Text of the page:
Northern Thailand is different from the rest of the country. Mountain ranges support a more Himalayan avifauna and montane specialities at sites such as Doi Ang Khang, Doi Inthanon and Doi Lang include Hume’s Pheasant and Giant Nuthatch, as well as Rufous-throated Partridge, Crested Finchbill, Brown-breasted and White-headed Bulbuls, Silver-eared, White-browed and White-necked Laughingthrushes, Scarlet-faced Liocichla, Spot-throated Babbler, Chestnut-fronted Shrike Babbler, Spectacled Barwing, Dark-backed Sibia, Striated Yuhina and Spot-breasted Parrotbill. There is even a chance of Black-tailed Crake, Hodgson's Frogmouth and Green Cochoa, with some of the shyest species such as Rusty-naped Pitta possible at feeding stations. Other spectacular species present include Collared Falconet, Black-headed Woodpecker, Long-tailed and Silver-breasted Broadbills, Common Green Magpie, Slaty-bellied Tesia, White-crested Laughingthrush, Silver-eared Mesia, Himalayan Cutia and Gould's Sunbird, while in the lowlands the specialities include the rare Green Peafowl (at the Huai Hong Khrai Royal Development Project). December to March is the best time to visit, when resident species are joined by wintering birds from northeast Asia.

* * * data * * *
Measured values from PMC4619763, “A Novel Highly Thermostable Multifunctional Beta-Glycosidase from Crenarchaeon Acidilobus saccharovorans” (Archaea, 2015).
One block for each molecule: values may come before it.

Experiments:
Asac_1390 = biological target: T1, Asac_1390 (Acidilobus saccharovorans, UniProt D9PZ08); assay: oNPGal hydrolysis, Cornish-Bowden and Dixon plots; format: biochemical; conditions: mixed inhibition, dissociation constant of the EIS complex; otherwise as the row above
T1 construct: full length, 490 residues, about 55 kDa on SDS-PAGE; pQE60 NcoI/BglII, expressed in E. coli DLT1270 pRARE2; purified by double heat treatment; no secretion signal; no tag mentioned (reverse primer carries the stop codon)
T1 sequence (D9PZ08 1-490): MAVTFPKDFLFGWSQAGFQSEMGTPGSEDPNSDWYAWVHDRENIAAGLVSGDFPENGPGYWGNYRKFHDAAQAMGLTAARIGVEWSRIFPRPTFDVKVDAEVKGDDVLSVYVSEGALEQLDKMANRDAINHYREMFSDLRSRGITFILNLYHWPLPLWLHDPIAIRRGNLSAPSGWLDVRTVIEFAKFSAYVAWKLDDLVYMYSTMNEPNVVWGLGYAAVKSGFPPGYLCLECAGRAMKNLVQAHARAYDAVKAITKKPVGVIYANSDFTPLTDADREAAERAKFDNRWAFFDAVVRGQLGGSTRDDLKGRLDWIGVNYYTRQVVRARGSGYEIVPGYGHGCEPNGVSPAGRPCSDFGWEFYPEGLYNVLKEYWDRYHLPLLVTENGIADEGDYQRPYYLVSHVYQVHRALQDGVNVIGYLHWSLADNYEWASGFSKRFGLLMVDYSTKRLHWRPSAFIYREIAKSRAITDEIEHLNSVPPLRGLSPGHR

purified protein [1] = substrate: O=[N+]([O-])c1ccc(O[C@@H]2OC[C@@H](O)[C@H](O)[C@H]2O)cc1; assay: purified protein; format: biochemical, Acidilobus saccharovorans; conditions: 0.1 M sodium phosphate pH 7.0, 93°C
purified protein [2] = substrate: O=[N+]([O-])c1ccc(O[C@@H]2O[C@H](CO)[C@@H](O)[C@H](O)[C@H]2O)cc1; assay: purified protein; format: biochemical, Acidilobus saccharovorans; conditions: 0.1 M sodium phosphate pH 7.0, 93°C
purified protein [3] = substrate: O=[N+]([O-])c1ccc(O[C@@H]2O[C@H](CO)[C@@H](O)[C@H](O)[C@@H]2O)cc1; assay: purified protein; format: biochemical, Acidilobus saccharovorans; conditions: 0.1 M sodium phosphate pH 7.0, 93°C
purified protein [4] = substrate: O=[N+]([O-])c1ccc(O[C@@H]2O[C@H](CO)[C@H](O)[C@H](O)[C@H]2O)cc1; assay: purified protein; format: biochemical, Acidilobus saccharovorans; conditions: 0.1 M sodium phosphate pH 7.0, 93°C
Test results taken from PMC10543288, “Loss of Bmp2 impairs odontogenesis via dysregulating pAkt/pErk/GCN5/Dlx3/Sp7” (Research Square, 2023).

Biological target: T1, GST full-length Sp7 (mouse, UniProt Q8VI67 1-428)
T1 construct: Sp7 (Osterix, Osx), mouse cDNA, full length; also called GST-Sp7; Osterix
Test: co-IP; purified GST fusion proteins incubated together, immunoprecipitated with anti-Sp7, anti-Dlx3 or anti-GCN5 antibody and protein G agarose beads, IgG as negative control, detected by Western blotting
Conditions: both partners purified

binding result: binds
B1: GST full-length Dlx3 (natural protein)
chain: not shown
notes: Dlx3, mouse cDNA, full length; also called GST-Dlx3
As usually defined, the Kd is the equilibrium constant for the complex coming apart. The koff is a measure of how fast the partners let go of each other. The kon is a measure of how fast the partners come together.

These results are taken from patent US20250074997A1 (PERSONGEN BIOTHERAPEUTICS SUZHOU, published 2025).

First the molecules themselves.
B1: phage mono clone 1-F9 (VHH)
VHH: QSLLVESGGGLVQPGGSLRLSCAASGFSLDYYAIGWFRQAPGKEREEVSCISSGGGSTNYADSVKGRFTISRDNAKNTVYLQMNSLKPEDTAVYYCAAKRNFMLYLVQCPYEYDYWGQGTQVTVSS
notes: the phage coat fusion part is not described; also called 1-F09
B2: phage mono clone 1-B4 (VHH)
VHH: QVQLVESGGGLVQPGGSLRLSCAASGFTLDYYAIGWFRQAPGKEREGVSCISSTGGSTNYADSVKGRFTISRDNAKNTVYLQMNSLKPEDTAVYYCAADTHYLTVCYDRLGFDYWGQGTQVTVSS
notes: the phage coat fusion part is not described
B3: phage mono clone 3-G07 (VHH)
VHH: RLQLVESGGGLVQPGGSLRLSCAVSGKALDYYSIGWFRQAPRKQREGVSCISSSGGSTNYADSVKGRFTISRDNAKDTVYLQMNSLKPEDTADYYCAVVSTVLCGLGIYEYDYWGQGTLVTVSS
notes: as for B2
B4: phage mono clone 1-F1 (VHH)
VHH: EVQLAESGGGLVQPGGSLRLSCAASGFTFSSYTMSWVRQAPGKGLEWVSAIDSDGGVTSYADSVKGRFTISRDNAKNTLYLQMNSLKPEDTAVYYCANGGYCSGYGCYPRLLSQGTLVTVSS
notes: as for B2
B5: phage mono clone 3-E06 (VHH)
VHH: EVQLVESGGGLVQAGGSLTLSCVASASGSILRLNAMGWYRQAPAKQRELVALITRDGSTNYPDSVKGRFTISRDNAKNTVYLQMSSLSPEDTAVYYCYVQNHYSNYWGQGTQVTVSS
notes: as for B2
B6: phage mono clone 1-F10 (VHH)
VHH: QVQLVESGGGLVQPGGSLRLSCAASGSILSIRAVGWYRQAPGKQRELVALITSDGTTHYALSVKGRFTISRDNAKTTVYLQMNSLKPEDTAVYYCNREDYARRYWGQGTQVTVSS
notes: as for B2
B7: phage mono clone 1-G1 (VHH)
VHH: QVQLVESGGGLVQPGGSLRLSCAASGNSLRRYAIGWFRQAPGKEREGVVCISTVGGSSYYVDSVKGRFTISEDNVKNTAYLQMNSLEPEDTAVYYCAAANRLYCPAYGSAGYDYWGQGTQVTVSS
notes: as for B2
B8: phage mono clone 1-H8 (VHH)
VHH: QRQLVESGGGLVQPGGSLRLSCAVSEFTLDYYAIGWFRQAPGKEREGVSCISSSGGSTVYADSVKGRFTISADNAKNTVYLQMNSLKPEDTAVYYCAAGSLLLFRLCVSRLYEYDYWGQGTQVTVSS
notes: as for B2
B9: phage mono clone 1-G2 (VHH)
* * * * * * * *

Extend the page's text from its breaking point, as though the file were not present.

Thailand - Southern
    White-handed Gibbon, many fabulous birds such as Coral-billed Ground Cuckoo and wintering shorebirds which include Spoon-billed Sandpipers.

    Photograph of Coral-billed Ground Cuckoo

    An extraordinary Coral-billed Ground Cuckoo in Khao Yai National Park, Southern Thailand, by Spider.

    Wild Ass, Tibetan Gazelle and birds like Tibetan Sandgrouse in phenomenal scenery.

    Timor/(Democratic Republic of) Timor-Leste